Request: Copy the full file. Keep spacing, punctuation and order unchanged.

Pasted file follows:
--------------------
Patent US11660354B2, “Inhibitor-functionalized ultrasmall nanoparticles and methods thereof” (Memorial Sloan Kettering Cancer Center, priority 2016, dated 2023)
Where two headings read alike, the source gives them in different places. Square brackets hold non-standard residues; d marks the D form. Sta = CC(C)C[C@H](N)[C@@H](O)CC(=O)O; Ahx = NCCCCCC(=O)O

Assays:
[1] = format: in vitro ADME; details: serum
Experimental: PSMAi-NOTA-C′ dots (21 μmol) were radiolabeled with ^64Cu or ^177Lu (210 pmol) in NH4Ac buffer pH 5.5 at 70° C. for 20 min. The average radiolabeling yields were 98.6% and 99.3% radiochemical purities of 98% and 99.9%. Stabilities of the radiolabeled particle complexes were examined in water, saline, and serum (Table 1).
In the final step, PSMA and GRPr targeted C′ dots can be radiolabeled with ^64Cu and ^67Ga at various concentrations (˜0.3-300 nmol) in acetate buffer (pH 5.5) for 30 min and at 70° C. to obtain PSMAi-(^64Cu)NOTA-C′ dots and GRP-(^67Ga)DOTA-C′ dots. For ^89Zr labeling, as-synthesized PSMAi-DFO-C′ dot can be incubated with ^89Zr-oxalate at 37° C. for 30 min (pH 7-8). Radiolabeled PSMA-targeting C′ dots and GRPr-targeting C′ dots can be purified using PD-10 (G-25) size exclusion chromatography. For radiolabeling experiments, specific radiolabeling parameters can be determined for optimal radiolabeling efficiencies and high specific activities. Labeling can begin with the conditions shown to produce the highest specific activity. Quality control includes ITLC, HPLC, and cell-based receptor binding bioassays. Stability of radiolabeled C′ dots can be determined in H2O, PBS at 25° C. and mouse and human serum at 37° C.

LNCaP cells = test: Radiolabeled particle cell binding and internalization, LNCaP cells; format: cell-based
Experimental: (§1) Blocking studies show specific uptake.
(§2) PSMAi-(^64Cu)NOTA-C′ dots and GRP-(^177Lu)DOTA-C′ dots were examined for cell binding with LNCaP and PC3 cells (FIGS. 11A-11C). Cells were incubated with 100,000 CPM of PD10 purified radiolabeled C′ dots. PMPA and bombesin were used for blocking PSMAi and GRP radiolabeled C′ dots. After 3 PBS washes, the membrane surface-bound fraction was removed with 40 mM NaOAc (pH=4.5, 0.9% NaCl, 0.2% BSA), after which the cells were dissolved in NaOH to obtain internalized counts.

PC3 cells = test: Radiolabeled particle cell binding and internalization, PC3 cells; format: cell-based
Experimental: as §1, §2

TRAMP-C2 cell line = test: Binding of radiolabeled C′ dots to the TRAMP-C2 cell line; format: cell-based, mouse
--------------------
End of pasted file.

Patent US11660354B2, “Inhibitor-functionalized ultrasmall nanoparticles and methods thereof” (Memorial Sloan Kettering Cancer Center, priority 2016, dated 2023)
Where two headings read alike, the source gives them in different places. Square brackets hold non-standard residues; d marks the D form. Sta = CC(C)C[C@H](N)[C@@H](O)CC(=O)O; Ahx = NCCCCCC(=O)O

Assays:
[1] = format: in vitro ADME; details: serum
Experimental: PSMAi-NOTA-C′ dots (21 μmol) were radiolabeled with ^64Cu or ^177Lu (210 pmol) in NH4Ac buffer pH 5.5 at 70° C. for 20 min. The average radiolabeling yields were 98.6% and 99.3% radiochemical purities of 98% and 99.9%. Stabilities of the radiolabeled particle complexes were examined in water, saline, and serum (Table 1).
In the final step, PSMA and GRPr targeted C′ dots can be radiolabeled with ^64Cu and ^67Ga at various concentrations (˜0.3-300 nmol) in acetate buffer (pH 5.5) for 30 min and at 70° C. to obtain PSMAi-(^64Cu)NOTA-C′ dots and GRP-(^67Ga)DOTA-C′ dots. For ^89Zr labeling, as-synthesized PSMAi-DFO-C′ dot can be incubated with ^89Zr-oxalate at 37° C. for 30 min (pH 7-8). Radiolabeled PSMA-targeting C′ dots and GRPr-targeting C′ dots can be purified using PD-10 (G-25) size exclusion chromatography. For radiolabeling experiments, specific radiolabeling parameters can be determined for optimal radiolabeling efficiencies and high specific activities. Labeling can begin with the conditions shown to produce the highest specific activity. Quality control includes ITLC, HPLC, and cell-based receptor binding bioassays. Stability of radiolabeled C′ dots can be determined in H2O, PBS at 25° C. and mouse and human serum at 37° C.

LNCaP cells = test: Radiolabeled particle cell binding and internalization, LNCaP cells; format: cell-based
Experimental: (§1) Blocking studies show specific uptake.
(§2) PSMAi-(^64Cu)NOTA-C′ dots and GRP-(^177Lu)DOTA-C′ dots were examined for cell binding with LNCaP and PC3 cells (FIGS. 11A-11C). Cells were incubated with 100,000 CPM of PD10 purified radiolabeled C′ dots. PMPA and bombesin were used for blocking PSMAi and GRP radiolabeled C′ dots. After 3 PBS washes, the membrane surface-bound fraction was removed with 40 mM NaOAc (pH=4.5, 0.9% NaCl, 0.2% BSA), after which the cells were dissolved in NaOH to obtain internalized counts.

PC3 cells = test: Radiolabeled particle cell binding and internalization, PC3 cells; format: cell-based
Experimental: as §1, §2

TRAMP-C2 cell line = test: Binding of radiolabeled C′ dots to the TRAMP-C2 cell line; format: cell-based, mouse